a peek inside the fishbowl

24 Sep, 2009

Be the change (subtitled: A Westboro book drive!)

Posted by andrea tomkins in: - Westboro|Yaktivism

It started with a tweet by @conniecrosby.

RT @booksin140 Just stumbled across this community bookcase thanks to @suziegardner. Amazing: http://ow.ly/pySN

OF COURSE I had to see what was so amazing. It was this post about a community bookcase. In case you’re not clicking through I shall summarize.

  • There’s a shelf.
  • In a public area.
  • It has books.
  • People borrow books.
  • People leave books.
  • People read books.

Simple, isn’t it? And then I immediately wondered why we don’t have one in our neighborhood.

Think of the benefits of the community bookcase!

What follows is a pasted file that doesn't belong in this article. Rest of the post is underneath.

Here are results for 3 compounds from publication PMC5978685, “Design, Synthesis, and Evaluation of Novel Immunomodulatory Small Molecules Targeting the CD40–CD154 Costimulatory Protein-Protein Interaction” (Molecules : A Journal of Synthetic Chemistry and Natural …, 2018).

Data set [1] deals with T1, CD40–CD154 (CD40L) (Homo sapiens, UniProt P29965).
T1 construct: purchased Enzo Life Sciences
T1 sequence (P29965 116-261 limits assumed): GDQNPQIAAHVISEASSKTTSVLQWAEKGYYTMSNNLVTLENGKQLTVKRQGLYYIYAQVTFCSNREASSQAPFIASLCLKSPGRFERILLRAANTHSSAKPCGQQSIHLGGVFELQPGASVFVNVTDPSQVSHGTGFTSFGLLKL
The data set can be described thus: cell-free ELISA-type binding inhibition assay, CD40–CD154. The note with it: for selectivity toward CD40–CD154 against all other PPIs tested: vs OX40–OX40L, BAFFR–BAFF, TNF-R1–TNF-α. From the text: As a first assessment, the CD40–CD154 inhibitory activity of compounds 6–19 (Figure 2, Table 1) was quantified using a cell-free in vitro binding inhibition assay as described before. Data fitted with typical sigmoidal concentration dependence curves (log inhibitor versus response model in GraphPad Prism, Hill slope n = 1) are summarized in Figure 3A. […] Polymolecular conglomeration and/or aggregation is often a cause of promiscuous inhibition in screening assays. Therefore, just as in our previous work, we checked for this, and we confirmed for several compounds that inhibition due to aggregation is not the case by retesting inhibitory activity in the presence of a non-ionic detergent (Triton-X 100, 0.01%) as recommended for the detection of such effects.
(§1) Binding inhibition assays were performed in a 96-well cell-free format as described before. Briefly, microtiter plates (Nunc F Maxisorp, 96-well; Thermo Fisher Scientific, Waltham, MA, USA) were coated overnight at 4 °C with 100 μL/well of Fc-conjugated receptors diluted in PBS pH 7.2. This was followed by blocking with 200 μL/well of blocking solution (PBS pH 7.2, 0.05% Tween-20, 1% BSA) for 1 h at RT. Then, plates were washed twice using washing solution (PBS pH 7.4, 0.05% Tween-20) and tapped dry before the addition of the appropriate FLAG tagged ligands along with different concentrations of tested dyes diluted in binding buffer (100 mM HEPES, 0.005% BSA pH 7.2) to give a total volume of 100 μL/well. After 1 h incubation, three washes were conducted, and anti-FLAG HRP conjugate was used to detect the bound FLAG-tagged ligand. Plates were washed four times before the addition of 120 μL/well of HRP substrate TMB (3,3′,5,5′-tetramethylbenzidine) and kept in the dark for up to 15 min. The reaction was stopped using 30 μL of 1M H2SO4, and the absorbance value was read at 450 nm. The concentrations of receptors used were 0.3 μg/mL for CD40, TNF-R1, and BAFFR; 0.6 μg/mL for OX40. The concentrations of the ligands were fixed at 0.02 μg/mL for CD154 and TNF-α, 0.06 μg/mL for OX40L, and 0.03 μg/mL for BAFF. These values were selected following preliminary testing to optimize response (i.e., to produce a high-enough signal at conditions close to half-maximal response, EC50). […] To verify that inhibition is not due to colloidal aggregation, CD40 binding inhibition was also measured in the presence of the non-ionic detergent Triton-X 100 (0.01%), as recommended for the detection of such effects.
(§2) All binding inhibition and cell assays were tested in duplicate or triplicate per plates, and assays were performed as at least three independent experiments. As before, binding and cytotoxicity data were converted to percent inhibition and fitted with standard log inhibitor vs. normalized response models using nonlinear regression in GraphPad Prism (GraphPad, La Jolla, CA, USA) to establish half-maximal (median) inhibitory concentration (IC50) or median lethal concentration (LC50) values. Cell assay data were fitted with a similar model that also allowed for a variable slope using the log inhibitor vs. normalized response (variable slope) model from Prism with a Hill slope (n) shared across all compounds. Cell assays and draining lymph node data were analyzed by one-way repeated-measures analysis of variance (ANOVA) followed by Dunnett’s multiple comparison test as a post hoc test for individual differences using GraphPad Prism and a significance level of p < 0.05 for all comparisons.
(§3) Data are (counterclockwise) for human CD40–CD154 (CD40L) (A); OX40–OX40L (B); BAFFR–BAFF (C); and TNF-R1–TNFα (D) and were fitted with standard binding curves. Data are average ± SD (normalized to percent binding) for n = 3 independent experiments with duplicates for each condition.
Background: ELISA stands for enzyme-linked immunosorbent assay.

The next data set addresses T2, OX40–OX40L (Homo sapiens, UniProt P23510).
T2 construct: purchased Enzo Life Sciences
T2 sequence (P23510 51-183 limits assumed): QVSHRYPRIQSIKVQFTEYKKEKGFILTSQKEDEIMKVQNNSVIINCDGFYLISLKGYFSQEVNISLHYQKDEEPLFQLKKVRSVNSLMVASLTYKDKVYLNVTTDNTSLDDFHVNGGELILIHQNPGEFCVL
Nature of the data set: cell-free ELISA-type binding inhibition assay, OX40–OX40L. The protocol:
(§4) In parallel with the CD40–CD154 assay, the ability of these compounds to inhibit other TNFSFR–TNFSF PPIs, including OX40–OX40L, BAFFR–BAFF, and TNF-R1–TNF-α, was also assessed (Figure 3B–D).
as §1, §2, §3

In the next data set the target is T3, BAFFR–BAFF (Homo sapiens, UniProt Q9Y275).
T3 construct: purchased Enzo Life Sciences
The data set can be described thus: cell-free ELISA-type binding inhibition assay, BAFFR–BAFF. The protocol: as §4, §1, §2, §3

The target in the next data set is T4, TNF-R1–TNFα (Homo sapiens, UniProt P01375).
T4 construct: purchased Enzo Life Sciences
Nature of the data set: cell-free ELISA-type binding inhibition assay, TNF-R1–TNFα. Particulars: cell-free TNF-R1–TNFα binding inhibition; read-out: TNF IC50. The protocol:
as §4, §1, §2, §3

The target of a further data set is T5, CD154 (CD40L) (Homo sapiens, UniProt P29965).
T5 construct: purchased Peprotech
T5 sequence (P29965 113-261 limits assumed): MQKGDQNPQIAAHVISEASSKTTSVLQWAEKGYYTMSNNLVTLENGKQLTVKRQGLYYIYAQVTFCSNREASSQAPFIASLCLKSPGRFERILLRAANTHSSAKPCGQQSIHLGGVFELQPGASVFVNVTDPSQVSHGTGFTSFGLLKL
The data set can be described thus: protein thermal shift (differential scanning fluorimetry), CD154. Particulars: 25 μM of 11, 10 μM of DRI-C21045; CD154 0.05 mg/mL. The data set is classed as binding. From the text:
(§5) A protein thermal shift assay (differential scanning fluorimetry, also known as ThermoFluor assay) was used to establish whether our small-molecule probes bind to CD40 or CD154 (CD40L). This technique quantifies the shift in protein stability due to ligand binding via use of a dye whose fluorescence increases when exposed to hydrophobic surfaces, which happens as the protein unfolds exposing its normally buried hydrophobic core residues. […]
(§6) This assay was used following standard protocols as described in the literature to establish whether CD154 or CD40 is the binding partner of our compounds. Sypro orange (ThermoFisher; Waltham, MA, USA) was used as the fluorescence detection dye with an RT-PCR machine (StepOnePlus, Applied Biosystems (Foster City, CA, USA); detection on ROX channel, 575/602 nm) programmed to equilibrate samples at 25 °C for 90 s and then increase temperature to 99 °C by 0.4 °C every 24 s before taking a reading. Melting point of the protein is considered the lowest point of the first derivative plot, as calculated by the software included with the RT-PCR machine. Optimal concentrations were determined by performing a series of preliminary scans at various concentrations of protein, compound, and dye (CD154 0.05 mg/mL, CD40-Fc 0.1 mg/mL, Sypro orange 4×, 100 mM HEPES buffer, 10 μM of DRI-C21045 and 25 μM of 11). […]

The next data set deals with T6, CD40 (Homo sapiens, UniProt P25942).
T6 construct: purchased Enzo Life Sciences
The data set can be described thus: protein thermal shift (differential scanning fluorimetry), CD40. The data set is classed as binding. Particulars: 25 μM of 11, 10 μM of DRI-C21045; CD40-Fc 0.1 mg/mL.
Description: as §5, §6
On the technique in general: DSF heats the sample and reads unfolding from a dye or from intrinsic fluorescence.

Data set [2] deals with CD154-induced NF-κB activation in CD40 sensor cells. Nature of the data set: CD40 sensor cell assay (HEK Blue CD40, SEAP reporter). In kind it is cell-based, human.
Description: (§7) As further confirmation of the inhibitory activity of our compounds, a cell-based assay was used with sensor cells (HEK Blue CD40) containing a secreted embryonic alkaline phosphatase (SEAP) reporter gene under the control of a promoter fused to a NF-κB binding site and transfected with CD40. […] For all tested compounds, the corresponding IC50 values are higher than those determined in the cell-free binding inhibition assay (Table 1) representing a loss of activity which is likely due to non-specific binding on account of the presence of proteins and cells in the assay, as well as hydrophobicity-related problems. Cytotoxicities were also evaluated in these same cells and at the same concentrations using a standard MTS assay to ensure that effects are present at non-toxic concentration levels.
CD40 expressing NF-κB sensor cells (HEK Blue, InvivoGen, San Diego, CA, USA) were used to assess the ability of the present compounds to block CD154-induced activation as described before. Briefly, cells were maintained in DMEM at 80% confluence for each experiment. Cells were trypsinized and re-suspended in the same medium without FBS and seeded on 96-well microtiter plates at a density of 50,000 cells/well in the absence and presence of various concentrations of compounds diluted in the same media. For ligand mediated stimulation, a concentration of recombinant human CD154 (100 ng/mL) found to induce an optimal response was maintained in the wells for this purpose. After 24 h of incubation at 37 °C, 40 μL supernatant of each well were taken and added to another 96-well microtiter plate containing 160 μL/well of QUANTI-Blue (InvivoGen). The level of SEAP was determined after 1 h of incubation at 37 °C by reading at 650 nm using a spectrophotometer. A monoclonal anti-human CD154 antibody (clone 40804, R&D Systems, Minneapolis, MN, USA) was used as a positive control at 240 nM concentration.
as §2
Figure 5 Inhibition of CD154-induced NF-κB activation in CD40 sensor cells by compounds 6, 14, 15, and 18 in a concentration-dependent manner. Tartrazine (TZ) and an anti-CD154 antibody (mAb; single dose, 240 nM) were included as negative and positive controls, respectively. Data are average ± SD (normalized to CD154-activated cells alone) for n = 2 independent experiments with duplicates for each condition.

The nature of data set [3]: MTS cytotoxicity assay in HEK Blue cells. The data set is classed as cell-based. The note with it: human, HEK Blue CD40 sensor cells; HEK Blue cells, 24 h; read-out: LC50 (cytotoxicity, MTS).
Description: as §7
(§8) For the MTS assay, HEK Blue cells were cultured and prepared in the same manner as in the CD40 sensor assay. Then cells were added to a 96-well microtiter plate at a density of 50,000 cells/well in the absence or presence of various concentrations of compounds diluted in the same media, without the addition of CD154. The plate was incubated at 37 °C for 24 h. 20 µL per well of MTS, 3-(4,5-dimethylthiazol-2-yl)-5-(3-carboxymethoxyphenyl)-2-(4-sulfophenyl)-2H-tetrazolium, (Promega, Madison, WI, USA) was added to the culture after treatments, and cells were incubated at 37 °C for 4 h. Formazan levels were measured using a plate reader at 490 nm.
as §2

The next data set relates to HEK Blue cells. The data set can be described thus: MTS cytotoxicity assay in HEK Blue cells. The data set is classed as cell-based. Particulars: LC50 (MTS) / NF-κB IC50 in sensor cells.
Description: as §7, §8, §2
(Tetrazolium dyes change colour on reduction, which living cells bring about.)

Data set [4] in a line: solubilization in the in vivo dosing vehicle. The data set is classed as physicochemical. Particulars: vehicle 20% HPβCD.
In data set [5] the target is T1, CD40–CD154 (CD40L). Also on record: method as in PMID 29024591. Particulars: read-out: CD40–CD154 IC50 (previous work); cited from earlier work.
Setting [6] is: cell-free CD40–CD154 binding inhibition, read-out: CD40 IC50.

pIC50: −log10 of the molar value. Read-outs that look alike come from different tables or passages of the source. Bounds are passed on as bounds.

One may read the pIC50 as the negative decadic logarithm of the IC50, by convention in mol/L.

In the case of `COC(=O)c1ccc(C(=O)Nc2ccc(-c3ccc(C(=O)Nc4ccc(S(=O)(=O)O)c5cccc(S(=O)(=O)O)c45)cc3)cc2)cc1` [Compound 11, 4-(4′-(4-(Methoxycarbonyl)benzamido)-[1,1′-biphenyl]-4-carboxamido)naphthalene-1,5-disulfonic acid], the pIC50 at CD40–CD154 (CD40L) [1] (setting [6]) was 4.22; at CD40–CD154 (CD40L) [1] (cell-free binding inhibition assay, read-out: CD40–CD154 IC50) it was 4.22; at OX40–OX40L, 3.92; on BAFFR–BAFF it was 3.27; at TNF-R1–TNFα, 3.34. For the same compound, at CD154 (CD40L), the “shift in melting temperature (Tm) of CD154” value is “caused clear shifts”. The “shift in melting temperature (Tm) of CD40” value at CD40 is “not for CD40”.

• It’s free.
  • It encourages literacy.
  • It is community-minded.
  • It provides reading material to people of all ages.
  • There’s no library cards, overdue fines, or rushing to make timely returns. (!)

Inspired, I fired off an email to John Rapp, ED of Dovercourt Recreation Centre, and asked him what he thought about it and whether there’d be room for something in the upstairs “lounge” area at Dovercourt. It’d be the perfect place; an accessible, high traffic area which is used by people of all ages and from all walks of life.

Within an hour I got my reply. He’d get a shelf but I had to supply the books.

John has kindly held up his end of the bargain (THANK YOU!) and so now I’ve spearheaded a book drive.

This is what the bookcase looked like yesterday: